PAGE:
Time to go Brindi
“Brindi” the dog has been avoided as a story/topic by yours truly for its sheer inanity. There is simply more to worry about than a single dog. However, the animal has become a case in point regarding the caring priorities of some. I mentioned on the air that many people care more about animals than the civil rights of Black Nova Scotians or the plight of seniors who, in our culture, mainly sit warehoused and drugged and unloved in nursing homes and are visited only to the meagerest degree to alleviate the guilt of healthy, younger, offspring.
There are many things to fuss over and “Brindi” isn’t one of them.
Today, I relented and did the topic as I saw it not so much as about the affairs of a single dog but rather as more about how this animal has arrived as a symbol for how many folks emotionally operate: people care more about dogs than other people. On every level, this is wrong no matter how hard some bizarrely try to justify it: “people make their own bed, whereas animals are innocent”, etc.
My position, to the consternation of doggy do-gooders, was to end it. Down with the dog I say.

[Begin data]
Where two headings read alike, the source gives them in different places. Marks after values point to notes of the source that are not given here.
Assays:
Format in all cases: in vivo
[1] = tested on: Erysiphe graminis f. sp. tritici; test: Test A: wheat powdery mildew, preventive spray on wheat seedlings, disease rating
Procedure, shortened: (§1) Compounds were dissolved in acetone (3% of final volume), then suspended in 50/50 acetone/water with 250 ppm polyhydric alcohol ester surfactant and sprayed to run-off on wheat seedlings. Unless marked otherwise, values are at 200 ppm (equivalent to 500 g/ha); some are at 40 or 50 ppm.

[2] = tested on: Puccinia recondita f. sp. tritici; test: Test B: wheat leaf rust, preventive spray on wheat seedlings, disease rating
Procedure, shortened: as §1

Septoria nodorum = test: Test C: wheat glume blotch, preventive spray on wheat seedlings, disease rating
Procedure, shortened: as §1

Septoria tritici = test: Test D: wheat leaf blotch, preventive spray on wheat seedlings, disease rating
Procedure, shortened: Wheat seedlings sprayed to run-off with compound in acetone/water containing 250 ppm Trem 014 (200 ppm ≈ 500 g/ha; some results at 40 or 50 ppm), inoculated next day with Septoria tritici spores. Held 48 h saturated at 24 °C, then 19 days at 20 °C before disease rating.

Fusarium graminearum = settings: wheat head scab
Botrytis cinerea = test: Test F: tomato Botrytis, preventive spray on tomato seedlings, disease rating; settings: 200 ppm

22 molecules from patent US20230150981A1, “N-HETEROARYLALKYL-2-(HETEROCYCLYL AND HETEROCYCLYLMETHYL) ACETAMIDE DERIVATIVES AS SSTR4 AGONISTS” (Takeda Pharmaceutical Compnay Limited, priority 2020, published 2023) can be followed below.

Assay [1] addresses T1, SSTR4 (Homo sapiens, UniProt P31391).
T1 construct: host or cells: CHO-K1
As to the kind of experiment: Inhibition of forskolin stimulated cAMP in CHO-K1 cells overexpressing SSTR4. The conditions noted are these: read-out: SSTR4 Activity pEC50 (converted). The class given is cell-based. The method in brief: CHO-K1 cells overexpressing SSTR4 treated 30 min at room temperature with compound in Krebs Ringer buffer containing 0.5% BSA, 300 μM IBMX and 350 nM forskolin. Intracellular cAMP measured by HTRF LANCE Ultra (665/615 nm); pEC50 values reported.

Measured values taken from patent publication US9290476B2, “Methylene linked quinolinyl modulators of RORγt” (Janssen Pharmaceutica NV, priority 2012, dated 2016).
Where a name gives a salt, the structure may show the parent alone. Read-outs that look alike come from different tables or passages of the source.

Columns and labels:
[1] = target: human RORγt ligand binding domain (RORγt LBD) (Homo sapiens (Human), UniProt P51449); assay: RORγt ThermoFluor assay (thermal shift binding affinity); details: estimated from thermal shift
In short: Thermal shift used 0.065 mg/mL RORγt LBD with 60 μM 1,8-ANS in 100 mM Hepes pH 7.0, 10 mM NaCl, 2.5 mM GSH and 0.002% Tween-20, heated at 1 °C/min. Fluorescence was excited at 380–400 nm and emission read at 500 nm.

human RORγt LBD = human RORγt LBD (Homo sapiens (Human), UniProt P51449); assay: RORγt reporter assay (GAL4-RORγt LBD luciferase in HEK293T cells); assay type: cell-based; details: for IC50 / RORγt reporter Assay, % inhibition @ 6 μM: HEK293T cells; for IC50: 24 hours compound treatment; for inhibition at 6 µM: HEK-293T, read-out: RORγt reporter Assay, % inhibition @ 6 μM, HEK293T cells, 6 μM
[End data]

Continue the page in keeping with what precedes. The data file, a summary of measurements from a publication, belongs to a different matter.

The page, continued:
We heard on Friday that a decision on whether or not to euthanize the pooch will be heard at the end of the month. The owner was found guilty of letting the dog run at large, owning a dog that attacked another, and not complying with a muzzle order. For all that the prosecution (the city) is calling for the dog’s destruction and a one dollar fine.
Some say the dog is reclaimable and that under the loving hands of a dutiful trainer that the dog won’t bite anyone, or another dog. But, can that be guaranteed? What are the repercussions if a trainer leaves the dog to someone else, or doesn’t take care of it? What is the responsibility of the city when complaints against this animal have been registered? Once a dog mauls a child it is too late. How can the city look at itself in the mirror if yet another attack takes place when they already know the history of this particular dog?
Collective rights and collective responsibility toward them trumps personal grievance. The dog owner in question dealt with due process by abrogating it – failing the system. She was warned, edicts were placed on the animal owner, and rules were broken.
Because the system cannot euthanize bad pet owners, their pets instead have to pay the price.
That is the biggest shame.